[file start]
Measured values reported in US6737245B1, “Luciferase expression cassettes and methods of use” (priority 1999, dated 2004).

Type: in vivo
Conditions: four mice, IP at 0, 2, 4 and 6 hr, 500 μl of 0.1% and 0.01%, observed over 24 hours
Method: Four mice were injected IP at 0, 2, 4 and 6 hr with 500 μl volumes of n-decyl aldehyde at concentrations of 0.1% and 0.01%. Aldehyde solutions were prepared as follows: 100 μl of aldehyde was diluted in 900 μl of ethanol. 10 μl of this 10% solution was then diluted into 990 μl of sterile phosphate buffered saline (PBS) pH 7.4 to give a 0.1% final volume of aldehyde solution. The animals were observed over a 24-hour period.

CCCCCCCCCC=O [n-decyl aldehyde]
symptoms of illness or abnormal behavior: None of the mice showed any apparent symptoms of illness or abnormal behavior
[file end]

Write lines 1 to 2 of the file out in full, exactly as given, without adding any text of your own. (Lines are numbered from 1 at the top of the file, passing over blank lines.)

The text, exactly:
Measured values reported in US6737245B1, “Luciferase expression cassettes and methods of use” (priority 1999, dated 2004).

Type: in vivo